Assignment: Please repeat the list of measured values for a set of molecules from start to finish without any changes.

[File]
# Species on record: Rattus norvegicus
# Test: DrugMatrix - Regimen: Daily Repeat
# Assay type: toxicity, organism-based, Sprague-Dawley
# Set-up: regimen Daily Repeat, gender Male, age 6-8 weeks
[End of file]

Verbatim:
# Species on record: Rattus norvegicus
# Test: DrugMatrix - Regimen: Daily Repeat
# Assay type: toxicity, organism-based, Sprague-Dawley
# Set-up: regimen Daily Repeat, gender Male, age 6-8 weeks